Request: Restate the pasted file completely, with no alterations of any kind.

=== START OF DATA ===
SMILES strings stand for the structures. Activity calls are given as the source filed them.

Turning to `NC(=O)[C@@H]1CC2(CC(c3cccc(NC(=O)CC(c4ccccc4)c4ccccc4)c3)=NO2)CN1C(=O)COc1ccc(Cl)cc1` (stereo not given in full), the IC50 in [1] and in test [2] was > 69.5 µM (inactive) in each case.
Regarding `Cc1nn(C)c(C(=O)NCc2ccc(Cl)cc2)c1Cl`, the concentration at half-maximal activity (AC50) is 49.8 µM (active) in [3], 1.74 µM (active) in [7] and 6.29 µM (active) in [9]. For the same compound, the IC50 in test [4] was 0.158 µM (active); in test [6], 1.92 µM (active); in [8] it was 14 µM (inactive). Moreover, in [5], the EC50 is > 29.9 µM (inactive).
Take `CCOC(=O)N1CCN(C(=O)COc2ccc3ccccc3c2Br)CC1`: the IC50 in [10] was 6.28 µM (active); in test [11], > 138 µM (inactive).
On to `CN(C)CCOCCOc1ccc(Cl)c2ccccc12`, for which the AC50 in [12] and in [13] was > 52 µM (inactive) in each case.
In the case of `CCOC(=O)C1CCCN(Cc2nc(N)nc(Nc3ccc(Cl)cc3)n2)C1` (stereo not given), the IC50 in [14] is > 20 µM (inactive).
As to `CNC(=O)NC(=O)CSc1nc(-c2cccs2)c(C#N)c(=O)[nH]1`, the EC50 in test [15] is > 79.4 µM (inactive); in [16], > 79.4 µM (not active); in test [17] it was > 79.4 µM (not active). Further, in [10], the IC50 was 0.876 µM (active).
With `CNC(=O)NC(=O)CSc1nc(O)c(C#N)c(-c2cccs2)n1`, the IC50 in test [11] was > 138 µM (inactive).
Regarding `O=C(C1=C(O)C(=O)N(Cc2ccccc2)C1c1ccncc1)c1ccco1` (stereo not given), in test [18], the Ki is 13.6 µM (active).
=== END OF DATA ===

SMILES strings stand for the structures. Activity calls are given as the source filed them.

Turning to `NC(=O)[C@@H]1CC2(CC(c3cccc(NC(=O)CC(c4ccccc4)c4ccccc4)c3)=NO2)CN1C(=O)COc1ccc(Cl)cc1` (stereo not given in full), the IC50 in [1] and in test [2] was > 69.5 µM (inactive) in each case.
Regarding `Cc1nn(C)c(C(=O)NCc2ccc(Cl)cc2)c1Cl`, the concentration at half-maximal activity (AC50) is 49.8 µM (active) in [3], 1.74 µM (active) in [7] and 6.29 µM (active) in [9]. For the same compound, the IC50 in test [4] was 0.158 µM (active); in test [6], 1.92 µM (active); in [8] it was 14 µM (inactive). Moreover, in [5], the EC50 is > 29.9 µM (inactive).
Take `CCOC(=O)N1CCN(C(=O)COc2ccc3ccccc3c2Br)CC1`: the IC50 in [10] was 6.28 µM (active); in test [11], > 138 µM (inactive).
On to `CN(C)CCOCCOc1ccc(Cl)c2ccccc12`, for which the AC50 in [12] and in [13] was > 52 µM (inactive) in each case.
In the case of `CCOC(=O)C1CCCN(Cc2nc(N)nc(Nc3ccc(Cl)cc3)n2)C1` (stereo not given), the IC50 in [14] is > 20 µM (inactive).
As to `CNC(=O)NC(=O)CSc1nc(-c2cccs2)c(C#N)c(=O)[nH]1`, the EC50 in test [15] is > 79.4 µM (inactive); in [16], > 79.4 µM (not active); in test [17] it was > 79.4 µM (not active). Further, in [10], the IC50 was 0.876 µM (active).
With `CNC(=O)NC(=O)CSc1nc(O)c(C#N)c(-c2cccs2)n1`, the IC50 in test [11] was > 138 µM (inactive).
Regarding `O=C(C1=C(O)C(=O)N(Cc2ccccc2)C1c1ccncc1)c1ccco1` (stereo not given), in test [18], the Ki is 13.6 µM (active).